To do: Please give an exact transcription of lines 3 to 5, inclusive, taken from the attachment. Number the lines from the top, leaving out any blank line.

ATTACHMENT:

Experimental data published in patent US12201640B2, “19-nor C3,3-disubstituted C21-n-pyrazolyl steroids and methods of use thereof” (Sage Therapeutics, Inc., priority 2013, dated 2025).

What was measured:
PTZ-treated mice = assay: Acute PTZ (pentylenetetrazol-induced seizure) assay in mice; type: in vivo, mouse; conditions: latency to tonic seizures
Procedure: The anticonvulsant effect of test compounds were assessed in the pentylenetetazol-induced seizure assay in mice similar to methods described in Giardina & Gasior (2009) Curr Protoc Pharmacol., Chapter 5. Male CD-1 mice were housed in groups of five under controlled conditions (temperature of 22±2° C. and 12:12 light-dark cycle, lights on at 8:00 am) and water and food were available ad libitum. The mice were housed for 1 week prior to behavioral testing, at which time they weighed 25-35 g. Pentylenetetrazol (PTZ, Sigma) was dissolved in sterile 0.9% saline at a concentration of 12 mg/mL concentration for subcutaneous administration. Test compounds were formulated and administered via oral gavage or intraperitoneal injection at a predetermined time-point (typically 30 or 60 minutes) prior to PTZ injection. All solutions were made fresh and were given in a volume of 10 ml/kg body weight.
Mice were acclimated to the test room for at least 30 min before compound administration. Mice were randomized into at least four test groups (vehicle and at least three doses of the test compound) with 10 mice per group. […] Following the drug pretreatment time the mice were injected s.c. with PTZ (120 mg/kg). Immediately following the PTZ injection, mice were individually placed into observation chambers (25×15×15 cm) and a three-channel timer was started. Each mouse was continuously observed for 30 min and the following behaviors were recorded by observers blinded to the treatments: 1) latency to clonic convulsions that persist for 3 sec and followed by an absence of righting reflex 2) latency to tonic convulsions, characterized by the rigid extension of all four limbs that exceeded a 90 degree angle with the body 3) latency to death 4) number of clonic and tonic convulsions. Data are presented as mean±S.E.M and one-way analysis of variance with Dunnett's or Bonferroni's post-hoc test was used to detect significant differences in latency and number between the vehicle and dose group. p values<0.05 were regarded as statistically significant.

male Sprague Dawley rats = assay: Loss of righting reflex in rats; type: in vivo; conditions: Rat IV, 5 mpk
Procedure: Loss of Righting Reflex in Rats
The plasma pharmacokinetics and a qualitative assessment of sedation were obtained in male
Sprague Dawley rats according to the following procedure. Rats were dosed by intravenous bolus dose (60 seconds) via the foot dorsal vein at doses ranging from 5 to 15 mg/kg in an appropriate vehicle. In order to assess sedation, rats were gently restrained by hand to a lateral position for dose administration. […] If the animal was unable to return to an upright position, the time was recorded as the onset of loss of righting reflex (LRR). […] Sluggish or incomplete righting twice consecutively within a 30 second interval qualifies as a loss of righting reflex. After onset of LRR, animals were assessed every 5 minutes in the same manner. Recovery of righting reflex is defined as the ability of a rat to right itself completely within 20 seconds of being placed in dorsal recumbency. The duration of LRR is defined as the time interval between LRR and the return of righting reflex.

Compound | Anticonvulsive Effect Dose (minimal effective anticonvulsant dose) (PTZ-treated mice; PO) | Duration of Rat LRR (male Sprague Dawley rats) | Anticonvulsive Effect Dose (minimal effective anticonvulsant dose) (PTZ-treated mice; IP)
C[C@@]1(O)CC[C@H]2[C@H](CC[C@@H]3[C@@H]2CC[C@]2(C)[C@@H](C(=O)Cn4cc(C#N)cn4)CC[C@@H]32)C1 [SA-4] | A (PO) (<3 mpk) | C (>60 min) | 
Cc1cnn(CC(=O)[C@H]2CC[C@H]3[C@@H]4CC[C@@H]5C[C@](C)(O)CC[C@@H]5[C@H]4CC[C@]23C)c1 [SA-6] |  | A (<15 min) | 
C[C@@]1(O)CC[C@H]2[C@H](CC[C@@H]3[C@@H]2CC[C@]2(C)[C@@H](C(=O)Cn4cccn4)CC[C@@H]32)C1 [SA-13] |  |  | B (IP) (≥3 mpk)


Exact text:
PTZ-treated mice = assay: Acute PTZ (pentylenetetrazol-induced seizure) assay in mice; type: in vivo, mouse; conditions: latency to tonic seizures
Procedure: The anticonvulsant effect of test compounds were assessed in the pentylenetetazol-induced seizure assay in mice similar to methods described in Giardina & Gasior (2009) Curr Protoc Pharmacol., Chapter 5. Male CD-1 mice were housed in groups of five under controlled conditions (temperature of 22±2° C. and 12:12 light-dark cycle, lights on at 8:00 am) and water and food were available ad libitum. The mice were housed for 1 week prior to behavioral testing, at which time they weighed 25-35 g. Pentylenetetrazol (PTZ, Sigma) was dissolved in sterile 0.9% saline at a concentration of 12 mg/mL concentration for subcutaneous administration. Test compounds were formulated and administered via oral gavage or intraperitoneal injection at a predetermined time-point (typically 30 or 60 minutes) prior to PTZ injection. All solutions were made fresh and were given in a volume of 10 ml/kg body weight.
Mice were acclimated to the test room for at least 30 min before compound administration. Mice were randomized into at least four test groups (vehicle and at least three doses of the test compound) with 10 mice per group. […] Following the drug pretreatment time the mice were injected s.c. with PTZ (120 mg/kg). Immediately following the PTZ injection, mice were individually placed into observation chambers (25×15×15 cm) and a three-channel timer was started. Each mouse was continuously observed for 30 min and the following behaviors were recorded by observers blinded to the treatments: 1) latency to clonic convulsions that persist for 3 sec and followed by an absence of righting reflex 2) latency to tonic convulsions, characterized by the rigid extension of all four limbs that exceeded a 90 degree angle with the body 3) latency to death 4) number of clonic and tonic convulsions. Data are presented as mean±S.E.M and one-way analysis of variance with Dunnett's or Bonferroni's post-hoc test was used to detect significant differences in latency and number between the vehicle and dose group. p values<0.05 were regarded as statistically significant.